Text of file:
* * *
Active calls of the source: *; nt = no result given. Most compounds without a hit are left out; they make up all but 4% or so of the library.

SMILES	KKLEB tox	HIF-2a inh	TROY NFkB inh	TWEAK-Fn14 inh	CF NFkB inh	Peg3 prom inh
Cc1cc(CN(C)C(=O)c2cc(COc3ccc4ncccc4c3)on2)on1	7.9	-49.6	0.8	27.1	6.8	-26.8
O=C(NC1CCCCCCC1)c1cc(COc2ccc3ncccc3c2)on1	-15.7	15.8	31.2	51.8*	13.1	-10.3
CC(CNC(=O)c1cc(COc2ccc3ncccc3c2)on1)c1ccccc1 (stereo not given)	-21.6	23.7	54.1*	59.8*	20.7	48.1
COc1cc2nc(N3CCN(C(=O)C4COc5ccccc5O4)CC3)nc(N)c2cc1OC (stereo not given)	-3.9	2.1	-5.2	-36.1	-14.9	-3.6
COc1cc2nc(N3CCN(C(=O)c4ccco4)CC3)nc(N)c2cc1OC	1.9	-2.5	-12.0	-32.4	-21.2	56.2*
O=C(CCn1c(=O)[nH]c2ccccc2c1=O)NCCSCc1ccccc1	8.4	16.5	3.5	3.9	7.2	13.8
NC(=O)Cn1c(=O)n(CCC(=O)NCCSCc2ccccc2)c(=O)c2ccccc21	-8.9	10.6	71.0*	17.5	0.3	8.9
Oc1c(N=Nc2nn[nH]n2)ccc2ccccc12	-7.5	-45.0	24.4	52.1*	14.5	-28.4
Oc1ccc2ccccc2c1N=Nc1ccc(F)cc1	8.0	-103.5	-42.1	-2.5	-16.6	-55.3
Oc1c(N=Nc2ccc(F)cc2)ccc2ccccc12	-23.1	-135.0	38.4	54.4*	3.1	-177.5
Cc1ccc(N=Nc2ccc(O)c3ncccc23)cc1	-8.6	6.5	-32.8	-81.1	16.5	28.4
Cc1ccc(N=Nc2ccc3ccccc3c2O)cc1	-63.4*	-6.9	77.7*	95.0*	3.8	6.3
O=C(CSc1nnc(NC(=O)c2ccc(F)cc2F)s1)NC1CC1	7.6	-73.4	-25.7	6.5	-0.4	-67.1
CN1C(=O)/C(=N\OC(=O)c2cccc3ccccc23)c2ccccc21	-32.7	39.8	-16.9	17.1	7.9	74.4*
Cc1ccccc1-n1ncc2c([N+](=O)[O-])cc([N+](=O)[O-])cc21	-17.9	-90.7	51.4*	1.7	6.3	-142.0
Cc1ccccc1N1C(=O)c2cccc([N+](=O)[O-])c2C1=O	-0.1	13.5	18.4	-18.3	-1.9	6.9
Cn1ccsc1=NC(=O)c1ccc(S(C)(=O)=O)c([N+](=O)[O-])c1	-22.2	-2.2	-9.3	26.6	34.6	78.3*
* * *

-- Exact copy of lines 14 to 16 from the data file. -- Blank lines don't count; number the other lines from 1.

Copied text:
Cc1ccc(N=Nc2ccc3ccccc3c2O)cc1	-63.4*	-6.9	77.7*	95.0*	3.8	6.3
O=C(CSc1nnc(NC(=O)c2ccc(F)cc2F)s1)NC1CC1	7.6	-73.4	-25.7	6.5	-0.4	-67.1
CN1C(=O)/C(=N\OC(=O)c2cccc3ccccc23)c2ccccc21	-32.7	39.8	-16.9	17.1	7.9	74.4*